Bumblebee (Legends) Toy Review

General Information:
Release Date: 2007
Price Point: $4.99 (varies depending on retailer)
Retailer: General (Toys R Us, Target, Wal-Mart etc.)
Accessories: None

Towards the end of the Classics line in 2007 there was a small line of Legends Class redecos released in very limited quantities. While I have them listed in my Classics section, I honestly had never hoped to own any of them. Imagine my surprise when I saw Bumblebee from this assortment loose but in pristine shape at Botcon! I was shocked. While many stores will ask anywhere from $30-50 for this figure, I managed to snag this loose one for $9 and I am happy to be writing a review that I never thought I would get to write.

Bumblebee is a redeco of Cybertron Legends Hot Shot, and more recently this sculpt was used to create Universe 2.0 Red Alert. Check those reviews out to get my impressions of the sculpt itself. This review will focus on the changes made to the figure for this release.

Robot Mode:
With Legends figures, there are generally only about two plastic colors used, so when colors are changed the result can be very dramatic. This is definitely the case with Bumblebee. All the parts that are blue on Hot Shot have been swapped out for a bright, almost neon yellow and the red plastic has been swapped out for black. Anyone who has seen an incarnation of Bumblebee knows that these are his two primary colors, so they make perfect sense. I was a bit surprised by how bright the yellow color is since Hasbro tends to shy away from such bright colors in their current toy lines. I like it and think it makes the figure pop visually, as if it jumped out of a cartoon.

Paint applications are done in black, red, blue and silver. The black is used in this mode on his fists and the middle of his body, giving some nice separation points between one part of the yellow plastic and another. Without this break, he would look too bright in my opinion. The face is painted silver, true to traditional Bumblebee color schemes. On his chest are two blue patterns coming down at angles, quite different in pattern than Hot Shot. This gives almost the illusion of car windows on his chest, similar to those on G1 Bumblebee's chest. This detail is really nicely done and unexpected. Under that is a red trapezoid on his waist that resmebles a red detail. Overall it's a great looking take on the character and I appreciate the use of a color pattern that differs from its source figure.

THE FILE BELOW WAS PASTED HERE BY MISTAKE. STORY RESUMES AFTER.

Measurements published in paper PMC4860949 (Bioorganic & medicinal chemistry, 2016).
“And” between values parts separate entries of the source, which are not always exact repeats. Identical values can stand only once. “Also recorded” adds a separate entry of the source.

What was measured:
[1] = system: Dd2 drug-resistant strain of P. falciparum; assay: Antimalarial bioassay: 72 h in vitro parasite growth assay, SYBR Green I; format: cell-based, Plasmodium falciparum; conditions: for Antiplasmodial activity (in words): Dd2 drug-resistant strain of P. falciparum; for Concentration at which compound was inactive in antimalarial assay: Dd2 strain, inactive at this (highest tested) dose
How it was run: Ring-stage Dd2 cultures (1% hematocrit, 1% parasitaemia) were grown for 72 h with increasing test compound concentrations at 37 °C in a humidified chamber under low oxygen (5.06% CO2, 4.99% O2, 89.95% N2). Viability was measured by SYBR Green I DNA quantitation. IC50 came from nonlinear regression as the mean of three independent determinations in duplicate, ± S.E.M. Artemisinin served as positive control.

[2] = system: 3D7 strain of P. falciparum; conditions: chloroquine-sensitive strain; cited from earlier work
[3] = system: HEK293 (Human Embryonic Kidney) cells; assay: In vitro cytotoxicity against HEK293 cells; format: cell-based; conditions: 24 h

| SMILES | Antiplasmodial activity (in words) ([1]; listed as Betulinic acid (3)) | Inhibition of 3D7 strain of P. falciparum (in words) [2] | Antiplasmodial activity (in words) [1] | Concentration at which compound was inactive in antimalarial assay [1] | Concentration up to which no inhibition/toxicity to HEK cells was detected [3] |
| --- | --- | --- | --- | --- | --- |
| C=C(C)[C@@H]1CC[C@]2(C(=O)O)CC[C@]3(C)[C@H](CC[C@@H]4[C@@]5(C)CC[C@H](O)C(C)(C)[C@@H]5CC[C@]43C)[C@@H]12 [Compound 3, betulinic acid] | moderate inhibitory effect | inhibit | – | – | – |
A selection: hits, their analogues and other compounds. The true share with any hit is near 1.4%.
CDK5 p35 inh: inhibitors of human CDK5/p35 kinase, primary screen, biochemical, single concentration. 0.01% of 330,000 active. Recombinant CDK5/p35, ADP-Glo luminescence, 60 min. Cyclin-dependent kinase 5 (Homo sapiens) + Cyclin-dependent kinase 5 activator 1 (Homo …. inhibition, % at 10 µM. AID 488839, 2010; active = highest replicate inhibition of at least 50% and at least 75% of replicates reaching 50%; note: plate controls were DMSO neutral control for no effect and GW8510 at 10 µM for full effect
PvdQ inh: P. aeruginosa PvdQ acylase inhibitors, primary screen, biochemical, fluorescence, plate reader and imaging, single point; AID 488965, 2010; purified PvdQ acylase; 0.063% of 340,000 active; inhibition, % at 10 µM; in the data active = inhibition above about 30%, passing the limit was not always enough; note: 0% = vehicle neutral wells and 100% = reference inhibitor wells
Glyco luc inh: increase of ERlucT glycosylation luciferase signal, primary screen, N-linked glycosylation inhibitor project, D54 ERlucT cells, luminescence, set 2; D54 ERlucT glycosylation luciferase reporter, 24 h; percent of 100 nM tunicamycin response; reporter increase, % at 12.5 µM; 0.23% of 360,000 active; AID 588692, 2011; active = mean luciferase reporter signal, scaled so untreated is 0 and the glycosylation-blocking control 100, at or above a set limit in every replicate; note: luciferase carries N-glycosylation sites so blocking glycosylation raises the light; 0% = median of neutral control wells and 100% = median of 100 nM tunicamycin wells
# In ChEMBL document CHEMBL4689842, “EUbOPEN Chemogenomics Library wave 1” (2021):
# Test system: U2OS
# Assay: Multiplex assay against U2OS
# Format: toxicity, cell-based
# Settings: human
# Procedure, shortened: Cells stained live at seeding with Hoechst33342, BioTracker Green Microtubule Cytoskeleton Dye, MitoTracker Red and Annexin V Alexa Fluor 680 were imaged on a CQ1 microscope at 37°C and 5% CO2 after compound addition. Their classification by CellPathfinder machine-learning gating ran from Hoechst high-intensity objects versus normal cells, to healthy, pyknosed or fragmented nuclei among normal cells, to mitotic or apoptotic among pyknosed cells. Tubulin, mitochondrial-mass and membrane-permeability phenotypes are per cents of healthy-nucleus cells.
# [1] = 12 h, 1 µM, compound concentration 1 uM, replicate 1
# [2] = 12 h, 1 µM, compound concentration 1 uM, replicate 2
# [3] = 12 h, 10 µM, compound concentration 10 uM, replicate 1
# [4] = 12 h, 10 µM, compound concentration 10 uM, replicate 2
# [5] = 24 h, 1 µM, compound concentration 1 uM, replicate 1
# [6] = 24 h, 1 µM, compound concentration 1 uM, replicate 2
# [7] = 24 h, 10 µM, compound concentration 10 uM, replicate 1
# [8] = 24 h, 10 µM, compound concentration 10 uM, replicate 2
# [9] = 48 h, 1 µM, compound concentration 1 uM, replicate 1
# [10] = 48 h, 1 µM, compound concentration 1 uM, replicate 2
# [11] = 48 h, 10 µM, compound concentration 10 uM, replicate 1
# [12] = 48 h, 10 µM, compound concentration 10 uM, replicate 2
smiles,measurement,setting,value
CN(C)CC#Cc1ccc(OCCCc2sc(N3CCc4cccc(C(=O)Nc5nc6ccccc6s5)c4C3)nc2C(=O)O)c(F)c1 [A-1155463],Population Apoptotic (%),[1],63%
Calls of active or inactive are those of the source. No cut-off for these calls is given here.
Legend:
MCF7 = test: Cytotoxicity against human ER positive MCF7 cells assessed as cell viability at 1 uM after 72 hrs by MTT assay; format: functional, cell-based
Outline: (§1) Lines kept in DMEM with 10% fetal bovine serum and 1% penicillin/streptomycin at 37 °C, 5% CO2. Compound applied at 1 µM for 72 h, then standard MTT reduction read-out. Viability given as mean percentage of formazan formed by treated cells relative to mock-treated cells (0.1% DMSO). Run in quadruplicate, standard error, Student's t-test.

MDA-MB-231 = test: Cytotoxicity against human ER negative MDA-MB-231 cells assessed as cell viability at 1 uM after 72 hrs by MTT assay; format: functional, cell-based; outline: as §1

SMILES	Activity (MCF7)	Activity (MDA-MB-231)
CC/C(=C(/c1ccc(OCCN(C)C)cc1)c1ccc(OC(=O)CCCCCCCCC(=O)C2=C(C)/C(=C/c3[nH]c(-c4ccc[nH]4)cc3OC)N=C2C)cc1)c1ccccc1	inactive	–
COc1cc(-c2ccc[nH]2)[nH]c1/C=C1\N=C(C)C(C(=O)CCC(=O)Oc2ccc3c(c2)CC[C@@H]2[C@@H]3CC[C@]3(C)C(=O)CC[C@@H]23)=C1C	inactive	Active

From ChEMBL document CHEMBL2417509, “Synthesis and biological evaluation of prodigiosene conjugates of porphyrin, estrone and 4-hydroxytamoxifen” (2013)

Back then, this figure had only been released twice, so the joints are still tight and the spoiler "wings" on his back hold up without any problem.

Transformation to Vehicle Mode:

  1. Swing the spoiler pieces in and rotate the backpack piece around.
  2. Swing the shoulder pieces up over the head and connect them.
  3. Swing down the robot arms.
  4. Push the two legs together.
  5. Push the legs up.

Vehicle Mode:
Bumblebee's vehicle mode is almost all yellow plastic. The spoiler ends however are black, breaking some of the potential monotony in the colors. On the top of the car is a tampographed Autobot symbol and the windows are painted black. His headlights are painted silver, establishing color continuity between the robot and vehicle modes. While simple, this color scheme is very effective. Not only does it evoke G1 Bumblebee, but the black stands out in a very dramatic fashion against the yellow and of course both colors allude to the creature he is named after.

Final Thoughts:
I'm a big Bumblebee fan so I am ecstatic to own this figure partly out of wanting to have different incarnations of the character and partly because it really is a nicely deco'd figure. The sports car mode also evokes Bumblebee's Generation 2 "Gobots" sculpt, a toy I always liked. I do recommend this toy, but with the caveat that at this point on the secondary market he goes for around $30-40, so this one's only going to be for hardcore completists. If you see it cheap at a flea market or something however, snatch it up!


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